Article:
X-Factor #50

Story by
Art by
Valentine De Landro, Craig Yeung, Pat Davidson
Colors by
Jeromy Cox
Letters by
Cory Petit
Cover by
Marvel Comics

Somewhere along the way, "X-Factor" seems to have gotten a little lost. In interviews, Peter David claimed that he no longer had a long-term strategy for the book because everything kept changing, and if so it explains a lot about the book's current status. "X-Factor" #50 wraps up what should have been a huge storyline; the return of Layla Miller, the Summers Rebellion in the future, the arrival of Shatterstar. Instead, though, the end result is a bit of a jumble where seven of the nine main characters don't even appear, and one of the remaining two has to recite a lot of exposition to lead the reader through its conclusion.

The thing is, if you go back and look at David's earlier "X-Factor" issues, that wasn't a problem that appeared. Stories felt a lot tighter, all the characters had something to do, and everything clicked together seamlessly. So what happened, exactly? It probably didn't help that David ambitiously told a story set in both the present and the future, and one where actions at either end affected the other side. Still, with a year's worth of issues in which to tell the story, it should have had more than enough space to show its material. Instead we've got a saga where the character in the future they're trying to save, Hecat'e, hasn't appeared since #43. And when pieces of the story get close to coming together, the resolution happens in the recap page, or it's a "tell, don't show" situation. Valentine de Landro's art is ok, but like the script itself, it doesn't feel like it's working on a lot of inspiration. He's done better before, and as a good-bye issue for "X-Factor" it's curiously lackluster.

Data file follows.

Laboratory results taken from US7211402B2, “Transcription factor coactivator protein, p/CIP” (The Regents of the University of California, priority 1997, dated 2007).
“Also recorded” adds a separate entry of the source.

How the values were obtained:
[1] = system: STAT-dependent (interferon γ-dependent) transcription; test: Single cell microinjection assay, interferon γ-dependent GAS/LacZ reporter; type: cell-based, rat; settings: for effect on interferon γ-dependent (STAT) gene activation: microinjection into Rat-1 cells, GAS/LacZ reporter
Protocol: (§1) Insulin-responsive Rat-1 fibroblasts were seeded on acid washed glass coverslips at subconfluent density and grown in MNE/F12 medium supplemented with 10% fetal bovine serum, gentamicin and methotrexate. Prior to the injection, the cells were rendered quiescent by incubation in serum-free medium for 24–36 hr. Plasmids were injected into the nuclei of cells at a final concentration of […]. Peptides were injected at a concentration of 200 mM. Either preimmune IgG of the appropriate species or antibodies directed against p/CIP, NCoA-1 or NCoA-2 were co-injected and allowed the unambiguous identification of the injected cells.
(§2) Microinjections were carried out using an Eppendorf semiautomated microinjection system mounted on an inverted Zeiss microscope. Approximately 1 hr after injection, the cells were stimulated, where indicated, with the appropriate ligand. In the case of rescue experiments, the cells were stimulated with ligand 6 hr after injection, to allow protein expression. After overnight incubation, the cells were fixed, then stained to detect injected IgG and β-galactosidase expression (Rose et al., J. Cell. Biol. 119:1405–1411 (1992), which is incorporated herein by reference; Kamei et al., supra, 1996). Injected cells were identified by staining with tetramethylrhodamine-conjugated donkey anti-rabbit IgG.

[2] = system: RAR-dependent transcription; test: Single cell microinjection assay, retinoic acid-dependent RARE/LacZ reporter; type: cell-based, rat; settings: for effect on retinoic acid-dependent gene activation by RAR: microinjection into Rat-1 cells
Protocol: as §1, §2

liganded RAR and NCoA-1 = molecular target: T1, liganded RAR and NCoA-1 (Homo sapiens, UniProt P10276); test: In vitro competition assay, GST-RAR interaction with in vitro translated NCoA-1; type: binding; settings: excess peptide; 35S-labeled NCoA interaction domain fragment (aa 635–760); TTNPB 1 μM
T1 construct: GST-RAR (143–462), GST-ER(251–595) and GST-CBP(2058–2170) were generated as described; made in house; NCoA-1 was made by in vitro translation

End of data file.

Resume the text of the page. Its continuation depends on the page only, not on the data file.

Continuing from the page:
It's frustrating because there are little sparks of good peppered throughout the issue. When we finally get big revelations about Layla Miller's powers and how she "knows stuff," it reminds me of the older issues of "X-Factor" where it felt like something big happened every month. Likewise, David makes Trevor Fitzroy an interesting character for the first time since he was introduced in 1991. With the team potentially back together for "X-Factor" #200 around the corner, I'm hoping that the book regains its groove.

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